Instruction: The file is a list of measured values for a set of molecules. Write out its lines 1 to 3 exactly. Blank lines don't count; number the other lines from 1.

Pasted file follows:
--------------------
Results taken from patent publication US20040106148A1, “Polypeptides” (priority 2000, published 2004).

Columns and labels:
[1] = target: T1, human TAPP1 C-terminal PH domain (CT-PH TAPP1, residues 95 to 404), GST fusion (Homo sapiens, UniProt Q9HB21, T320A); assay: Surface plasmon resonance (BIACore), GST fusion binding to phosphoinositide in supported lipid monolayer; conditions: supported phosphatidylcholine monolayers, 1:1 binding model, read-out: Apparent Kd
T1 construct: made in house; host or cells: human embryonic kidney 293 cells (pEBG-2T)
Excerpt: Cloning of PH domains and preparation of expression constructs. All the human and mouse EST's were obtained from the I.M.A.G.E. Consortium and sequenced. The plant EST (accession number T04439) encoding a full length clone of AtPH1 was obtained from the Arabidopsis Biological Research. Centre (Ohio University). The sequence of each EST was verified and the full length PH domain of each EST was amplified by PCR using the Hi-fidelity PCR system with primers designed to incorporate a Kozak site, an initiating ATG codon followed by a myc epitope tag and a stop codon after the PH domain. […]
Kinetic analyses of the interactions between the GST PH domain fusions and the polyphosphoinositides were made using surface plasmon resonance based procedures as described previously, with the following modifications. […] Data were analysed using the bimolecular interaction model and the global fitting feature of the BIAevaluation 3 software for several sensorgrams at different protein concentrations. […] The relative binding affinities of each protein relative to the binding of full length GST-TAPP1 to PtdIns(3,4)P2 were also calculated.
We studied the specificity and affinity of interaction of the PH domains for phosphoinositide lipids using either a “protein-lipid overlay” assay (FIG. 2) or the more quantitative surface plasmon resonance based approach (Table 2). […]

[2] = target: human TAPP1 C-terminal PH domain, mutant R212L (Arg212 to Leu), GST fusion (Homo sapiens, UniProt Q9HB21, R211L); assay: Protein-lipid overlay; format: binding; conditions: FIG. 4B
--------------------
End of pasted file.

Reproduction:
Results taken from patent publication US20040106148A1, “Polypeptides” (priority 2000, published 2004).

Columns and labels:
[1] = target: T1, human TAPP1 C-terminal PH domain (CT-PH TAPP1, residues 95 to 404), GST fusion (Homo sapiens, UniProt Q9HB21, T320A); assay: Surface plasmon resonance (BIACore), GST fusion binding to phosphoinositide in supported lipid monolayer; conditions: supported phosphatidylcholine monolayers, 1:1 binding model, read-out: Apparent Kd